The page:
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SAMPLES FROM THIS TITLE
The samples are in pdf format and require Adobe Acrobat Reader to be installed.
Click Here for Introduction
Click Here for Sample #1
Click Here for Sample #2
I wrote this book after seeing a need for more reading material, specifically, a collection of actual bass lines. The goal of this book is to provide the reader with a large collection of bass lines that would be both challenging and aesthetically pleasing. All examples were designed with this in mind: reading real-world examples.
People who have seen my other books know I prefer to practice sight reading when we can't predict the next genre, key, and time signature. The essence of sight reading is not knowing what's next, so why not fully embrace this philosophy when practicing? What if we could become great at it? What if we truly could play anything? All these things informed the examples within this book. You'll notice the exercises may change, sometimes drastically, from one to the next. Here's a few things that may help guide you to be successful as you use this book:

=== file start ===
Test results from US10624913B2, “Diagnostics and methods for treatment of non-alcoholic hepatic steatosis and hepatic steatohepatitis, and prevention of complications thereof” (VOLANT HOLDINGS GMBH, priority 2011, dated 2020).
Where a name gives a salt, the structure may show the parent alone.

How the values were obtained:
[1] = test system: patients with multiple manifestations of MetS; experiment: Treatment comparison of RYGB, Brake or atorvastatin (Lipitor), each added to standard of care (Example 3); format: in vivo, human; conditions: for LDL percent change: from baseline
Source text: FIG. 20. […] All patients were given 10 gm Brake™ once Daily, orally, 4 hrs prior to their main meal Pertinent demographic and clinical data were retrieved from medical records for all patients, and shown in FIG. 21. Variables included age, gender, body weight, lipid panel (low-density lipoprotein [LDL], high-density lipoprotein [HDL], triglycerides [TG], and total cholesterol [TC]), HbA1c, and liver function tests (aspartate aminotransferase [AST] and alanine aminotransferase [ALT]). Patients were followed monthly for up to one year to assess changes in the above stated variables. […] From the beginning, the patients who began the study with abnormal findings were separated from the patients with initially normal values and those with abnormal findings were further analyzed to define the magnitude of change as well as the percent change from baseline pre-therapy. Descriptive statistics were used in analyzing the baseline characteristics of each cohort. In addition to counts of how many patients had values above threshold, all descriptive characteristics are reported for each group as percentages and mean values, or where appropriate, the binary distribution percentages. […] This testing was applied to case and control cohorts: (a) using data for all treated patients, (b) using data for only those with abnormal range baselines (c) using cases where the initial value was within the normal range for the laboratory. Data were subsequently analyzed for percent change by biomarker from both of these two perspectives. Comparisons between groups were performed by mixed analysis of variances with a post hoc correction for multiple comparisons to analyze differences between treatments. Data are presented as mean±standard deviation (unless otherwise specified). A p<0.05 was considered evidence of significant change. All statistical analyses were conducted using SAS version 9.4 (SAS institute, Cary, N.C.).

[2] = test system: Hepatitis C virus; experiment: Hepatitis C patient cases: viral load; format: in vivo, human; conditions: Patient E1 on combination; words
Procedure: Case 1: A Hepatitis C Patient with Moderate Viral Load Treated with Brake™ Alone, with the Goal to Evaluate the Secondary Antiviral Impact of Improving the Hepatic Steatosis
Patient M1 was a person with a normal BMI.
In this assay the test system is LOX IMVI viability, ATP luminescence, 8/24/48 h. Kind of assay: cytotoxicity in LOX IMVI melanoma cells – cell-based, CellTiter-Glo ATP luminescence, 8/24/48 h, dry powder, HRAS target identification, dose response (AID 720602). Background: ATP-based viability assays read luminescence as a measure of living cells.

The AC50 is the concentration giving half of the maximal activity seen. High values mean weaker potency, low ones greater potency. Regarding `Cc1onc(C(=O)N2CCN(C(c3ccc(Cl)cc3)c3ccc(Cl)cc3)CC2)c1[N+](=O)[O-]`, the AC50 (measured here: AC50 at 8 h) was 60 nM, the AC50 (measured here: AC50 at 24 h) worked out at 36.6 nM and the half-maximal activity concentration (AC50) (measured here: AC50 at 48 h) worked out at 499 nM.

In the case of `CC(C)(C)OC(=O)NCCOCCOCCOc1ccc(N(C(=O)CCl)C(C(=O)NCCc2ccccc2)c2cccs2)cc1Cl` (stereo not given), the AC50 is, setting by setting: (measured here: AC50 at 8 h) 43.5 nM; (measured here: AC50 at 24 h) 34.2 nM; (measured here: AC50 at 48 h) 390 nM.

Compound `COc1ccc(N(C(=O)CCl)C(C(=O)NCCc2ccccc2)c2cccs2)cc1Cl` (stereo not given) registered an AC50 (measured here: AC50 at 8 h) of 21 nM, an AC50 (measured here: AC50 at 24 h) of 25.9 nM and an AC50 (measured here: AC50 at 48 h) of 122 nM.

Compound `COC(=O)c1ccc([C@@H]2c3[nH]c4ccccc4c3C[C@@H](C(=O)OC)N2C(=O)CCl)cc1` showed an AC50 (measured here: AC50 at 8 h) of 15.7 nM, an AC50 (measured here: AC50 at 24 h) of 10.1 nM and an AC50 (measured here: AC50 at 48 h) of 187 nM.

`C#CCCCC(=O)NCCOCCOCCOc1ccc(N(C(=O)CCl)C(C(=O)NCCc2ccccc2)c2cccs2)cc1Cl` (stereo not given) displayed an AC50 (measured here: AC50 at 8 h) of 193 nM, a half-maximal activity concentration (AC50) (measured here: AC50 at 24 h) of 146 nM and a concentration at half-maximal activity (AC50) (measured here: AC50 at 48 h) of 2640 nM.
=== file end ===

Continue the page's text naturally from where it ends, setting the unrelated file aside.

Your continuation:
- Get in the habit of doing a mental checklist before each example. Mine includes: key signature, time signature, and "roadmap" (repeat symbols, coda, etc.). If you haven't formed one yet, think about where you tend to make mistakes while sight reading, and form your checklist around that. This is a great way of letting our mistakes inform us rather than frustrate us.
- In addition to rehearsing an example over and over, try instead to play one example to the next, doing several pages each time you practice. This will help reinforce staying on our toes.
- That said, use the play-alongs as a guide. If one is far too fast, play through it with your metronome or drum machine at a slower tempo until it's up to speed. If one is too slow, feel free to challenge yourself by increasing the tempo considerably.
- My experience is that we tend to under-utilize reading material. It's possible to take a seemingly ordinary exercise and derive much more use out of it than even the author intended. For example, after playing an example, try playing the entire exercise up a whole step to reinforce interval recognition. Or, try practicing in a variety of physical setups: read far away from your music stand (or computer), read one example standing off to the left and then the right, read while standing, and read while sitting. On gigs, you may be forced by circumstance into a physical set-up that's less than your ideal. The good news is we can prepare for this. Also, how about reading the measures in a different order? Our ability to utilize practice material can be helped or hindered by our creativity.
Good luck, and have fun!